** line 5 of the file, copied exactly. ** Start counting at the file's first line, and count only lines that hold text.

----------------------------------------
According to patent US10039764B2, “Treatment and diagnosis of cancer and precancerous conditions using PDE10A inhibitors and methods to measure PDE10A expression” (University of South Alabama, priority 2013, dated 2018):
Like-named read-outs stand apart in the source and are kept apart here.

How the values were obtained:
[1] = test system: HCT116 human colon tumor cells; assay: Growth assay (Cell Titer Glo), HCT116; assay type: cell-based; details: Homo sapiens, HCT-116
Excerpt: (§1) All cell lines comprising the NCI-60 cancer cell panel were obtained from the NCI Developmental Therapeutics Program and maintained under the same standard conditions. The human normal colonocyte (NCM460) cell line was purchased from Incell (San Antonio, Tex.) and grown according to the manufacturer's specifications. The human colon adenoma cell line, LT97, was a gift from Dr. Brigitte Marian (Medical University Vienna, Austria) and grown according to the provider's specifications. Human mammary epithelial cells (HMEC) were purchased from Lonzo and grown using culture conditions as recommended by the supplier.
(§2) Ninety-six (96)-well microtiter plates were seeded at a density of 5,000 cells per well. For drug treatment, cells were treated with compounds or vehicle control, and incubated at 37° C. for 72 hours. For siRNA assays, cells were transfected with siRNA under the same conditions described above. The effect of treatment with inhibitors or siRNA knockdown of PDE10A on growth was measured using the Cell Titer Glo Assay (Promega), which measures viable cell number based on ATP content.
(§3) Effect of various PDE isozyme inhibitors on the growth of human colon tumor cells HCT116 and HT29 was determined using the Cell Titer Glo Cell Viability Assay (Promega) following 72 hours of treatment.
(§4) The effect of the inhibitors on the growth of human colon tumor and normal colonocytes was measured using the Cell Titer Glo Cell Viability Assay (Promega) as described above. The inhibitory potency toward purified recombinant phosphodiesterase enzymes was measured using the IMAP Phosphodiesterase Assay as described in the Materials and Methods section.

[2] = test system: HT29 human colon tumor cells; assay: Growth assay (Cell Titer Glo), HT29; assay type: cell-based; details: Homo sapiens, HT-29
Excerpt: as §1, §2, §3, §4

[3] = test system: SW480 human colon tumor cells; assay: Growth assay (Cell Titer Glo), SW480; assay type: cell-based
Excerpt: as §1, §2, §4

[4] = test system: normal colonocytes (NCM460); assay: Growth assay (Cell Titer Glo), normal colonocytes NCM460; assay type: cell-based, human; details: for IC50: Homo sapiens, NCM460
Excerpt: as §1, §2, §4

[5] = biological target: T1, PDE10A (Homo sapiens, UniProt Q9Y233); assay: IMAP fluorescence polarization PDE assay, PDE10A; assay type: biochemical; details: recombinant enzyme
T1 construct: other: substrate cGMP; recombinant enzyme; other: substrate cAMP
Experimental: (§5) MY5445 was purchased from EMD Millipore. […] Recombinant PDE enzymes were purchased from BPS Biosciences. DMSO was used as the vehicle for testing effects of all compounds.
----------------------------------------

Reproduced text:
Excerpt: (§1) All cell lines comprising the NCI-60 cancer cell panel were obtained from the NCI Developmental Therapeutics Program and maintained under the same standard conditions. The human normal colonocyte (NCM460) cell line was purchased from Incell (San Antonio, Tex.) and grown according to the manufacturer's specifications. The human colon adenoma cell line, LT97, was a gift from Dr. Brigitte Marian (Medical University Vienna, Austria) and grown according to the provider's specifications. Human mammary epithelial cells (HMEC) were purchased from Lonzo and grown using culture conditions as recommended by the supplier.